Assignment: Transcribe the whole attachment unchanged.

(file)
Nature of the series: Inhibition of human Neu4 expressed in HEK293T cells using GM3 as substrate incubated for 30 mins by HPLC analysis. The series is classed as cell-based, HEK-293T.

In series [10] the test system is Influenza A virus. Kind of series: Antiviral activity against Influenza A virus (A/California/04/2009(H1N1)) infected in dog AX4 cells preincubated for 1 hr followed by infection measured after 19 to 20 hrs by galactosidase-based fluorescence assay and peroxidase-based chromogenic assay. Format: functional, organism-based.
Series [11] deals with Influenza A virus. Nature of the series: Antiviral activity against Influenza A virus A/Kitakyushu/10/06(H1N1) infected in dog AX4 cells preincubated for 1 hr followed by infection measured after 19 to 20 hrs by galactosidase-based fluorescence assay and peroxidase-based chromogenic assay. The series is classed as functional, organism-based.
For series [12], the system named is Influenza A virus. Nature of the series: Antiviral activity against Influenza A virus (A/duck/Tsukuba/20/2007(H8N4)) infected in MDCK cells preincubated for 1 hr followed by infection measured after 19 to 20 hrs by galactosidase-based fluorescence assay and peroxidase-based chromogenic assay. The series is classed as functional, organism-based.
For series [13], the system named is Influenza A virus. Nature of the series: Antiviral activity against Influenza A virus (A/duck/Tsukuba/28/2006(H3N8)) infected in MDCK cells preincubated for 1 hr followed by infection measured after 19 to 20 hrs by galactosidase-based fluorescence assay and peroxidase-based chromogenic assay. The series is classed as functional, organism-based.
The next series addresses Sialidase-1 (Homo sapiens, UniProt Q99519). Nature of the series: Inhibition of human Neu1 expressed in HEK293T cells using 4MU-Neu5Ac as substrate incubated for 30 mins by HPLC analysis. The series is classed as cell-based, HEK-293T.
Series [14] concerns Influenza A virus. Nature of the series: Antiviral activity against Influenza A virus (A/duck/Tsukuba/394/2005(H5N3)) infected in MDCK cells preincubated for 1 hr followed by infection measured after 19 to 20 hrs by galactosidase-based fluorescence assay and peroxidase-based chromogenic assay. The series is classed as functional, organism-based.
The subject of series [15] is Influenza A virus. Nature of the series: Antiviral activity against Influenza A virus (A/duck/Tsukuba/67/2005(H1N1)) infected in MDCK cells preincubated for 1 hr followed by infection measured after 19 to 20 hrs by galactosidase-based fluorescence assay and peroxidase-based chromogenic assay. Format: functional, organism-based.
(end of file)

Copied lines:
Nature of the series: Inhibition of human Neu4 expressed in HEK293T cells using GM3 as substrate incubated for 30 mins by HPLC analysis. The series is classed as cell-based, HEK-293T.

In series [10] the test system is Influenza A virus. Kind of series: Antiviral activity against Influenza A virus (A/California/04/2009(H1N1)) infected in dog AX4 cells preincubated for 1 hr followed by infection measured after 19 to 20 hrs by galactosidase-based fluorescence assay and peroxidase-based chromogenic assay. Format: functional, organism-based.
Series [11] deals with Influenza A virus. Nature of the series: Antiviral activity against Influenza A virus A/Kitakyushu/10/06(H1N1) infected in dog AX4 cells preincubated for 1 hr followed by infection measured after 19 to 20 hrs by galactosidase-based fluorescence assay and peroxidase-based chromogenic assay. The series is classed as functional, organism-based.
For series [12], the system named is Influenza A virus. Nature of the series: Antiviral activity against Influenza A virus (A/duck/Tsukuba/20/2007(H8N4)) infected in MDCK cells preincubated for 1 hr followed by infection measured after 19 to 20 hrs by galactosidase-based fluorescence assay and peroxidase-based chromogenic assay. The series is classed as functional, organism-based.
For series [13], the system named is Influenza A virus. Nature of the series: Antiviral activity against Influenza A virus (A/duck/Tsukuba/28/2006(H3N8)) infected in MDCK cells preincubated for 1 hr followed by infection measured after 19 to 20 hrs by galactosidase-based fluorescence assay and peroxidase-based chromogenic assay. The series is classed as functional, organism-based.
The next series addresses Sialidase-1 (Homo sapiens, UniProt Q99519). Nature of the series: Inhibition of human Neu1 expressed in HEK293T cells using 4MU-Neu5Ac as substrate incubated for 30 mins by HPLC analysis. The series is classed as cell-based, HEK-293T.
Series [14] concerns Influenza A virus. Nature of the series: Antiviral activity against Influenza A virus (A/duck/Tsukuba/394/2005(H5N3)) infected in MDCK cells preincubated for 1 hr followed by infection measured after 19 to 20 hrs by galactosidase-based fluorescence assay and peroxidase-based chromogenic assay. The series is classed as functional, organism-based.
The subject of series [15] is Influenza A virus. Nature of the series: Antiviral activity against Influenza A virus (A/duck/Tsukuba/67/2005(H1N1)) infected in MDCK cells preincubated for 1 hr followed by infection measured after 19 to 20 hrs by galactosidase-based fluorescence assay and peroxidase-based chromogenic assay. Format: functional, organism-based.